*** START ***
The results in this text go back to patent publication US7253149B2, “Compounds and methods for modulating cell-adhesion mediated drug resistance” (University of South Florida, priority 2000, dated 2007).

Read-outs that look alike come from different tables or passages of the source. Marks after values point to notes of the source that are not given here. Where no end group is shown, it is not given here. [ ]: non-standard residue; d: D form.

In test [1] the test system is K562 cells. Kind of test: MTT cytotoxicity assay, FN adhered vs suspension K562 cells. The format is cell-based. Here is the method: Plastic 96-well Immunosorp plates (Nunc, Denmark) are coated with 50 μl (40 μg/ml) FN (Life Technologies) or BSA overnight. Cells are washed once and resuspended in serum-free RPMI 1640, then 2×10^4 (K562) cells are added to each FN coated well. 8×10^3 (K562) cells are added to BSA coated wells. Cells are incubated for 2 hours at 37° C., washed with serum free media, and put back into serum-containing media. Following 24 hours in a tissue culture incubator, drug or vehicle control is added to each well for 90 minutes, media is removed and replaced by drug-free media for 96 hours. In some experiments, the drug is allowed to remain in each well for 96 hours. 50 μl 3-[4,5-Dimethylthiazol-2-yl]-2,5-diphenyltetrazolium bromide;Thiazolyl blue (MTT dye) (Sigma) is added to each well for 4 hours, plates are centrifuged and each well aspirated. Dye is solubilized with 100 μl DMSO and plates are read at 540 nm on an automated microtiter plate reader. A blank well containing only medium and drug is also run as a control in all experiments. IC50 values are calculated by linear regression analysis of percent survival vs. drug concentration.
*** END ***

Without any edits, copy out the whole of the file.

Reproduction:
The results in this text go back to patent publication US7253149B2, “Compounds and methods for modulating cell-adhesion mediated drug resistance” (University of South Florida, priority 2000, dated 2007).

Read-outs that look alike come from different tables or passages of the source. Marks after values point to notes of the source that are not given here. Where no end group is shown, it is not given here. [ ]: non-standard residue; d: D form.

In test [1] the test system is K562 cells. Kind of test: MTT cytotoxicity assay, FN adhered vs suspension K562 cells. The format is cell-based. Here is the method: Plastic 96-well Immunosorp plates (Nunc, Denmark) are coated with 50 μl (40 μg/ml) FN (Life Technologies) or BSA overnight. Cells are washed once and resuspended in serum-free RPMI 1640, then 2×10^4 (K562) cells are added to each FN coated well. 8×10^3 (K562) cells are added to BSA coated wells. Cells are incubated for 2 hours at 37° C., washed with serum free media, and put back into serum-containing media. Following 24 hours in a tissue culture incubator, drug or vehicle control is added to each well for 90 minutes, media is removed and replaced by drug-free media for 96 hours. In some experiments, the drug is allowed to remain in each well for 96 hours. 50 μl 3-[4,5-Dimethylthiazol-2-yl]-2,5-diphenyltetrazolium bromide;Thiazolyl blue (MTT dye) (Sigma) is added to each well for 4 hours, plates are centrifuged and each well aspirated. Dye is solubilized with 100 μl DMSO and plates are read at 540 nm on an automated microtiter plate reader. A blank well containing only medium and drug is also run as a control in all experiments. IC50 values are calculated by linear regression analysis of percent survival vs. drug concentration.